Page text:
My second-best Furby story (and I'm sad my phone's auto-correct knows "Furby" and not "around" or other, common words) involves being at work one day when my manager, who had just arrived for her shift, pointed out a teenage couple to me.
"See those jerks?" she said.
"Yeah," I said, kind of stunned, as she was highly religious and that was major swearing for her.
She went on to say "I passed them as I was walking in. The guy said 'I'm going to go in and ask them if they have Furbies, and rage when they tell me they don't.'"
Having not noticed my manager passing by, despite being in her uniform, he had gone up to the first worker he saw after he and his girlfriend stopped laughing over his plan . . . Which had turned out to be my manager. The fellow came up to the counter, slammed his fist down, and demanded a Furby.
"I told him I heard what he'd said to his girlfriend." My manager said, "And he tucked tail and went out with his lady.
My best Furby story involved someone trying to assault a child for one.
I was covering at a different store, one that was a higher-grosser than my store, so the District Sales Manager had been insuring it got Furbies when they were available to keep their numbers high. So it was a few days before Christmas that we got in several cartons of Furbies special delivery. As per procedure we had a limit of one per customer, and you couldn't reserve a Furby.
We sell through most of them, but somehow we still have some an hour before we close. I get a phone call from a frantic young woman who is questing for a Furby. Being young, honest, and dumb I tell the woman we have them, but we can't hold them for you. The years have hazed my memory on the exact words of the conversation, but it went like this.
Me: I can't hold a Furby for you.
Psycho: You will have a Furby waiting for me
Me: I'm afraid I can't do that. It's company policy.
Psycho: When I arrive you will have a Furby waiting for me.
Eventually she tells me she'll be "right there," and hangs up. A half-hour passes, and we're down to one Furby. Like something out of a bad movie, this little girl steps into the store, with eyes normally only found on children in velvet paintings and talking with a lisp, asking me if we have Furbies as she shakes her fist filled with crumpled bills. I sell her the last Furby and hand it over to her in its bag when Psycho arrives, boyfriend in tow.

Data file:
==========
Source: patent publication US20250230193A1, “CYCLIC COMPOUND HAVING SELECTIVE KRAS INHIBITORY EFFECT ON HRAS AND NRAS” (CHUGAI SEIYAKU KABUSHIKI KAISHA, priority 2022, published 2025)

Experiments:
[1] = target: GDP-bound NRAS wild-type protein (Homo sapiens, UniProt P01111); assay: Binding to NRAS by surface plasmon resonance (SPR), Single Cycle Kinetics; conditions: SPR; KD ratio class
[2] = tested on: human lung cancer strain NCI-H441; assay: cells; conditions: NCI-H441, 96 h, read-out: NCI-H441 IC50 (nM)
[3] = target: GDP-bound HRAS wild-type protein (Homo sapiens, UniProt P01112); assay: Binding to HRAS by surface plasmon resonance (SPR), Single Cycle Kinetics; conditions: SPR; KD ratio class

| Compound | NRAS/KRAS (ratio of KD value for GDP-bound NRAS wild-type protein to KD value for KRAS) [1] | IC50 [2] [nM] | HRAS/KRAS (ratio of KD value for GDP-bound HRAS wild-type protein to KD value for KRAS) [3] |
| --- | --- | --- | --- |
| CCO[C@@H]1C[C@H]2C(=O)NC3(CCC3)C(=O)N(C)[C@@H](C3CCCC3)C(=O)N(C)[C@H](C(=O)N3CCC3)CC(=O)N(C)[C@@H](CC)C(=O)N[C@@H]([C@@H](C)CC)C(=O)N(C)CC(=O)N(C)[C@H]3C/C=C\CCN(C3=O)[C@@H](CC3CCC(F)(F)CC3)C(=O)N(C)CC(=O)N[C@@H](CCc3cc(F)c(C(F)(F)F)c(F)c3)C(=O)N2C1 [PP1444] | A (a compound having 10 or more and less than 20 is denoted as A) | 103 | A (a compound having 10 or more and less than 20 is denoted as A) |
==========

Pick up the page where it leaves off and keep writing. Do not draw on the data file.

Psycho is about 5'5 with jet black hair, unblinking eyes, and a predatory expression that says "Sociopath." Her boyfriend towers over my 6'2" form, and he's built in a way that would put professional football players to shame. His face is a blank mask, which all these years later personal experience has taught me is a side-effect of a long-term relationship with crazy. The little girl has barely walked away from the register when Psycho steps up.
"I'm here for my Furby" she says in a tone that shows she's used to getting her own way.
I point to the departing girl. "I'm sorry, " I said. "She just bought the last one."
The words had barely left my mouth and she pivoted in place and headed straight for the girl. The boyfriend stepped forward and grabbed her by the shoulders, holding her in place. She kept trying to pull away from him, and he just kept holding on to her. What added to the creepiness of the situation was that neither one of the said a word, like him having to physically restrain her from attacking children was such a regular part of their relationship that it needed no words.
The store had all-glass frontage, and we all watched the girl until she disappeared from our field of view. It was about another minute before Psycho just stopped struggling, like a switch had been flipped. Her boyfriend took his hands off of her, and she slowly walked out of the store, ramrod-straight.
He looked at me over his shoulder, a sad look that I now know to mean, "I'm sorry you had to see a brief snippet of the madness I endure every day of my relationship."